seal  Purdue News
____

August 21, 2003

Full of beans: Purdue field day covers crop from top to bottom

WEST LAFAYETTE, Ind. – Soybeans are Indiana's No. 2 cash crop, after corn. For at least one day in September the pod-setting plant will take over the top spot at Purdue University's Agronomy Center for Research and Education (ACRE).

Purdue's Soybean Field Day promises something for every soybean producer. More than seven hours of workshops and research plot tours are scheduled during the event, which takes place from 7:30 a.m. to 3 p.m. Sept. 9.

The field day is free, with lunch available for a charge. ACRE is located seven miles northwest of Purdue's West Lafayette, Ind., campus along U.S. 52.

Organizers have packed bushels of information into the field day, said Ellsworth Christmas, Purdue Extension soybean specialist and the event's co-chairman.

"This is a specialty-type field day, in that we're concentrating on soybeans," Christmas said. "Ninety-five percent of what is presented will be directly related to soybean production. Our target audience is producers, but we certainly welcome the agribusiness community as well."

Purdue specialists and researchers will address more than 20 different soybean issues.

"The topics, in broad categories, include insect management, disease management and weed control," Christmas said. "We'll also have a number of topics under what we call cultural practices. Those will include plant population, row spacing studies, tillage systems, fertility and others."

Three sessions certain to generate much interest pertain to machinery, plant breeding and the new soybean superpower a few thousand miles south of the United States.

"One of the tour stops will relate to belt metering devices for drills," Christmas said. "We've been doing research on belt meters at some of the regional Purdue farms where the devices have been installed on drills.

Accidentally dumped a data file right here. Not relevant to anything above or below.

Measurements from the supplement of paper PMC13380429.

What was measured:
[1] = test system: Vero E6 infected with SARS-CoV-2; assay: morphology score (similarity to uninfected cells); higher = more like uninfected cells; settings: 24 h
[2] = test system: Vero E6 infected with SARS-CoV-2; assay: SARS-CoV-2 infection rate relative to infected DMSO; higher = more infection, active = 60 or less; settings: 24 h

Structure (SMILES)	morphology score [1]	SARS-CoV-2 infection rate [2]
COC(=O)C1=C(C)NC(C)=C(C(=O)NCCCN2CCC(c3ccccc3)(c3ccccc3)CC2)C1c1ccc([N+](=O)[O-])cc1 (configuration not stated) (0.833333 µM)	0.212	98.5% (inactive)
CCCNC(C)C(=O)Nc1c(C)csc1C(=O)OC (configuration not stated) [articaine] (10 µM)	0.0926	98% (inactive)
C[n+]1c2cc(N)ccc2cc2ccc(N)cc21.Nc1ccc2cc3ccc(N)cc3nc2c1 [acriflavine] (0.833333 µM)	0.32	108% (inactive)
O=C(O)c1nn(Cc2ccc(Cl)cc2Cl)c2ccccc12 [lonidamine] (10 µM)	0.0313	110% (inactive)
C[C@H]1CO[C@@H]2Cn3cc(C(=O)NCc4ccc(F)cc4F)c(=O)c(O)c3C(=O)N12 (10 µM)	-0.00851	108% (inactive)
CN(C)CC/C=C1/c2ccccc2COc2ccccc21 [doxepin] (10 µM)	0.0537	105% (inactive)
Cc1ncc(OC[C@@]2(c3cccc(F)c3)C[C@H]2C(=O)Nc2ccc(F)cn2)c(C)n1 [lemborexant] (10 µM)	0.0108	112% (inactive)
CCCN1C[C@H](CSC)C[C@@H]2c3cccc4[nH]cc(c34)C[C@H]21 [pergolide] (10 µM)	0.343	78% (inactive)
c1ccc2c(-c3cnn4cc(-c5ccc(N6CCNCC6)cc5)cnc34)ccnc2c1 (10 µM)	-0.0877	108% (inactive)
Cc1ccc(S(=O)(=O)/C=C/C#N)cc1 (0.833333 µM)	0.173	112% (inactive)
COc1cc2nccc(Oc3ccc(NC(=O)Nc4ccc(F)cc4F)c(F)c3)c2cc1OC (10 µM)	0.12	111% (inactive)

"We'll also have a stop where we're going to discuss soybean breeding for specialty traits, which seems to be a topic of interest among producers. Another topic of interest these days has to do with competition from South America. We've asked an individual who is familiar with soybean production in Argentina and Brazil to address the South American competition."

Other featured topics are:

• Insect management – Soybean aphid, pod feeders, leaf feeders and western corn rootworm variant.

• Disease management – Sudden Death Syndrome, white mold, phytophthora and other root rots, soybean rust, and foliar fungicides.

• Weed management – glyphosate resistance, fall-applied herbicides, timing and drift issues.

• Soybean cyst nematode – Extent of the problem, development of resistant varieties, CystX SCN-resistant varieties and the nematode's relationship with winter annual weeds.

• Handling soybeans for identity preservation and quality.

• Effect of ozone and ultraviolet radiation on soybeans.

• Farm safety and ammonia theft.

Also planned is a market outlook update from Chris Hurt, Purdue agricultural economist.

The field day marks a first for ACRE and Purdue's agricultural center system, said Jim Beaty, ACRE's superintendent and field day co-chairman.

"This is the first time we've had a major soybean field day at any of the Purdue farms," he said. "Historically, the farms have had broad field days with many different short topics. However, we feel our clientele is becoming much more information-intensive on the kind of information they want. We think this field day provides a lot of educational material of value in a short period of time."

Speakers represent the Purdue School of Agriculture departments of Agronomy, Agricultural Economics, Agricultural and Biological Engineering, Botany and Plant Pathology, and Entomology.

"We've got more than 20 Purdue specialists who will be here at some point in the day to give a presentation," Beaty said. "Some of the tours will run continuously all day, while others are of a general nature and may be offered once or twice during the day."

The bottom line: Arrive early and plan to stay the day, Beaty said.

"If they come at midmorning and expect to catch all 23 presentations, they simply won't have enough time," he said.

Continuing Education Credits are available for Certified Crop Advisors attending the event. Commercial applicators and producers can earn Continuing Certification Hours.

The Indiana Soybean Board is a field day sponsoring partner.

For additional information about the event, contact Christmas at (765) 494-6373, echristmas@purdue.edu; or Beaty at (765) 463-2632, jbeaty@purdue.edu.

A Soybean Field Day brochure can be downloaded online.

Writer: Steve Leer, (765) 494-8415, sleer@purdue.edu

Sources: Ellsworth Christmas, (765) 494-6373, echristmas@purdue.edu

Jim Beaty, (765) 463-2632, jbeaty@purdue.edu

Ag Communications: (765) 494-2722; Beth Forbes, bforbes@aes.purdue.edu; http://www.agriculture.purdue.edu/AgComm/public/agnews/


* To the Purdue News and Photos Page